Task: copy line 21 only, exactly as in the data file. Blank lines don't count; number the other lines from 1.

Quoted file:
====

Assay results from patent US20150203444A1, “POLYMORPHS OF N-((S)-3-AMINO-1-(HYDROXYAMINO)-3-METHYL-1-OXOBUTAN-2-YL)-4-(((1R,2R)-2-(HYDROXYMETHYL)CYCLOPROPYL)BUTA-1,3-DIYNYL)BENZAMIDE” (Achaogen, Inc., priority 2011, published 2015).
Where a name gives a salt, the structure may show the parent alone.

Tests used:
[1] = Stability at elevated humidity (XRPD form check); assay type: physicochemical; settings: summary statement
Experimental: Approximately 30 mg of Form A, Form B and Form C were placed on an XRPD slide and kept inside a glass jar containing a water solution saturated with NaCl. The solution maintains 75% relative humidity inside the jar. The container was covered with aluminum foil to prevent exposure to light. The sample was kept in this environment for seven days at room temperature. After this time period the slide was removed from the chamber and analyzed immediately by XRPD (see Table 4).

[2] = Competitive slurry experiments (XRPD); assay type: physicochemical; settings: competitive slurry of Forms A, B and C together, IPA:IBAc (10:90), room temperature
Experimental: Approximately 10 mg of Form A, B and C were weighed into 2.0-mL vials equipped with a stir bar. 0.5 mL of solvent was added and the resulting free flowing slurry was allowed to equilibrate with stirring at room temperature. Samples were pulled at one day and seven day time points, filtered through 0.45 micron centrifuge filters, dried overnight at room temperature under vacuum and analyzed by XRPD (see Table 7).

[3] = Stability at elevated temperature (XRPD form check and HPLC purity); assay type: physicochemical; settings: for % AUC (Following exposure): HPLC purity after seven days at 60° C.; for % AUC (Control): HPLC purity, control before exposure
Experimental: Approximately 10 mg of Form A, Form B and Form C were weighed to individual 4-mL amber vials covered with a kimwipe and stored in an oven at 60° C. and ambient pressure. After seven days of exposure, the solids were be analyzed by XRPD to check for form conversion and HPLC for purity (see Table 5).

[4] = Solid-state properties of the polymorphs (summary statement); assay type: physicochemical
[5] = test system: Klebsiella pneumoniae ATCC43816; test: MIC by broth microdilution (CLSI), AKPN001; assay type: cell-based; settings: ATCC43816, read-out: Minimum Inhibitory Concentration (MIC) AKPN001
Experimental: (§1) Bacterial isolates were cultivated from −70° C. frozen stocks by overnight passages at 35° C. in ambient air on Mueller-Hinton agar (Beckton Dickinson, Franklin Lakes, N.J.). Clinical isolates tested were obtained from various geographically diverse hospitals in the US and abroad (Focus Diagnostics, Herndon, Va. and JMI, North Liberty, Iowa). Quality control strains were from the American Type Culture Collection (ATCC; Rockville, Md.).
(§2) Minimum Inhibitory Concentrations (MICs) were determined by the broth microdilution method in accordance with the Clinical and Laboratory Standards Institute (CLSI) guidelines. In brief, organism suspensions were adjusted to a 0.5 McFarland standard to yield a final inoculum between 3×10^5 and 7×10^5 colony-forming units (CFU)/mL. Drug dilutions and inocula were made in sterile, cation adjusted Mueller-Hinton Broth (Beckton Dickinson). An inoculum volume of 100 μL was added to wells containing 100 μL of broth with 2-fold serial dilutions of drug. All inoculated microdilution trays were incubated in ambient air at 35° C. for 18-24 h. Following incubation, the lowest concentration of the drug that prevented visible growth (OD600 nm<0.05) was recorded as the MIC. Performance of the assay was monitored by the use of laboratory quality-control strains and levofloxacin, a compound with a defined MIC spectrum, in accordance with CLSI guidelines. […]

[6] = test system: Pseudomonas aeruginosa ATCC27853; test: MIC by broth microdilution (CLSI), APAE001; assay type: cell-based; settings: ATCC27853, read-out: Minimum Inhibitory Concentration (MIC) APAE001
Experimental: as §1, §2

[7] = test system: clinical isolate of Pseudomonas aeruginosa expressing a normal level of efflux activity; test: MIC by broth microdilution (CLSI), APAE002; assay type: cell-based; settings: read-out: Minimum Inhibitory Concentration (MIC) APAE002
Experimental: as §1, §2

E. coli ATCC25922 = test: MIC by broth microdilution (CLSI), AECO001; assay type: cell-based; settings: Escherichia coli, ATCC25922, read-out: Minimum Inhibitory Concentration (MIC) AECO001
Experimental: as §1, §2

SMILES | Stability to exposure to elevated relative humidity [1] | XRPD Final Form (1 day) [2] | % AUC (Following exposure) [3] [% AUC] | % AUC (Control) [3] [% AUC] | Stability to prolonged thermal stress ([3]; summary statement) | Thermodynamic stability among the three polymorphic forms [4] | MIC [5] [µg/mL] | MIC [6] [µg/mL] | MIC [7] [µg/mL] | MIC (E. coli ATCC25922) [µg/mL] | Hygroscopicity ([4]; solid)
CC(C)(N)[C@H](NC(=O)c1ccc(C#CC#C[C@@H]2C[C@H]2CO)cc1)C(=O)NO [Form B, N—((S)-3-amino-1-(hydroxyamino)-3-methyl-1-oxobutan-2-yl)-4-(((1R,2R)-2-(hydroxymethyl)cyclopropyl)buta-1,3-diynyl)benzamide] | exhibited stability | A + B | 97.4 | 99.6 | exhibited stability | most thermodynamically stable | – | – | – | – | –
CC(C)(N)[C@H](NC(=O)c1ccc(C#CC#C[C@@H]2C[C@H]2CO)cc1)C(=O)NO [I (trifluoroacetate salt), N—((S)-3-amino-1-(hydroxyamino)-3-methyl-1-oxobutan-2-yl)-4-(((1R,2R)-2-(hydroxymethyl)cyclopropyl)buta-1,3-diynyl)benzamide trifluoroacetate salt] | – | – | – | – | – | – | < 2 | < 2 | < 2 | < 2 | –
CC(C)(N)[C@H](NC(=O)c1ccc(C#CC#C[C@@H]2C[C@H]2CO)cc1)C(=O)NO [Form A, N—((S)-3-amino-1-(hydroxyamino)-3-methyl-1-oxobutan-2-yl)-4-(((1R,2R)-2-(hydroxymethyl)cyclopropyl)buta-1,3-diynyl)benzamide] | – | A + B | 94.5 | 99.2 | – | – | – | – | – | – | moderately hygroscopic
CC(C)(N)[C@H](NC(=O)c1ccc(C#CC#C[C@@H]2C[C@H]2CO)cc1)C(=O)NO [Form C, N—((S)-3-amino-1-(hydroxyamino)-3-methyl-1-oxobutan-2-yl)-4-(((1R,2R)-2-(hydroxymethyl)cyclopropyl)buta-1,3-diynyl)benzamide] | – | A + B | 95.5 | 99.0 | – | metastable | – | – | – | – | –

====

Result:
CC(C)(N)[C@H](NC(=O)c1ccc(C#CC#C[C@@H]2C[C@H]2CO)cc1)C(=O)NO [Form B, N—((S)-3-amino-1-(hydroxyamino)-3-methyl-1-oxobutan-2-yl)-4-(((1R,2R)-2-(hydroxymethyl)cyclopropyl)buta-1,3-diynyl)benzamide] | exhibited stability | A + B | 97.4 | 99.6 | exhibited stability | most thermodynamically stable | – | – | – | – | –